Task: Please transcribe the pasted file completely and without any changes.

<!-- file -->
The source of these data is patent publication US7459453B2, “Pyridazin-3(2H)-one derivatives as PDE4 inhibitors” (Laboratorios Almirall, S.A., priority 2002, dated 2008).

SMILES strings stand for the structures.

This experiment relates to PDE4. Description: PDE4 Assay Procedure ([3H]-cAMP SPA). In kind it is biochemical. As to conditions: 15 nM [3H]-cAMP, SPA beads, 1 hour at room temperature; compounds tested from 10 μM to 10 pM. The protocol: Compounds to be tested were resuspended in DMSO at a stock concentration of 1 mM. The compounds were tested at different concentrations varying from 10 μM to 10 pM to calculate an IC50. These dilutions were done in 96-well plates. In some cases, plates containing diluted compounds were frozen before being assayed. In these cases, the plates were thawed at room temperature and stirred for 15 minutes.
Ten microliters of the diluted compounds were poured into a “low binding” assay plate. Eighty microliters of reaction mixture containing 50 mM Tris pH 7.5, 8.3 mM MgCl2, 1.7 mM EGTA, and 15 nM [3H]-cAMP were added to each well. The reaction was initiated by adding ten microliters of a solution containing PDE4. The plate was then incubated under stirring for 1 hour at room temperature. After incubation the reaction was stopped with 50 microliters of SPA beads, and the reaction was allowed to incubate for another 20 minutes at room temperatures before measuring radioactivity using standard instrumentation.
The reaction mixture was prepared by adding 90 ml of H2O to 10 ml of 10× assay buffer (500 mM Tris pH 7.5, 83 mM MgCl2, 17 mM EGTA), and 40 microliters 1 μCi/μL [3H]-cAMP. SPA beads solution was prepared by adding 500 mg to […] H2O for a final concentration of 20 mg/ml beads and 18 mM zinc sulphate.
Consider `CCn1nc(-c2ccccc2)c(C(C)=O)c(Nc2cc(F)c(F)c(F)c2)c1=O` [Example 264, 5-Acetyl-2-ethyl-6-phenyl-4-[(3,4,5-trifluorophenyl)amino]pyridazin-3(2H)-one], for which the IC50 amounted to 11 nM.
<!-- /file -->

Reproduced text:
The source of these data is patent publication US7459453B2, “Pyridazin-3(2H)-one derivatives as PDE4 inhibitors” (Laboratorios Almirall, S.A., priority 2002, dated 2008).

SMILES strings stand for the structures.

This experiment relates to PDE4. Description: PDE4 Assay Procedure ([3H]-cAMP SPA). In kind it is biochemical. As to conditions: 15 nM [3H]-cAMP, SPA beads, 1 hour at room temperature; compounds tested from 10 μM to 10 pM. The protocol: Compounds to be tested were resuspended in DMSO at a stock concentration of 1 mM. The compounds were tested at different concentrations varying from 10 μM to 10 pM to calculate an IC50. These dilutions were done in 96-well plates. In some cases, plates containing diluted compounds were frozen before being assayed. In these cases, the plates were thawed at room temperature and stirred for 15 minutes.
Ten microliters of the diluted compounds were poured into a “low binding” assay plate. Eighty microliters of reaction mixture containing 50 mM Tris pH 7.5, 8.3 mM MgCl2, 1.7 mM EGTA, and 15 nM [3H]-cAMP were added to each well. The reaction was initiated by adding ten microliters of a solution containing PDE4. The plate was then incubated under stirring for 1 hour at room temperature. After incubation the reaction was stopped with 50 microliters of SPA beads, and the reaction was allowed to incubate for another 20 minutes at room temperatures before measuring radioactivity using standard instrumentation.
The reaction mixture was prepared by adding 90 ml of H2O to 10 ml of 10× assay buffer (500 mM Tris pH 7.5, 83 mM MgCl2, 17 mM EGTA), and 40 microliters 1 μCi/μL [3H]-cAMP. SPA beads solution was prepared by adding 500 mg to […] H2O for a final concentration of 20 mg/ml beads and 18 mM zinc sulphate.
Consider `CCn1nc(-c2ccccc2)c(C(C)=O)c(Nc2cc(F)c(F)c(F)c2)c1=O` [Example 264, 5-Acetyl-2-ethyl-6-phenyl-4-[(3,4,5-trifluorophenyl)amino]pyridazin-3(2H)-one], for which the IC50 amounted to 11 nM.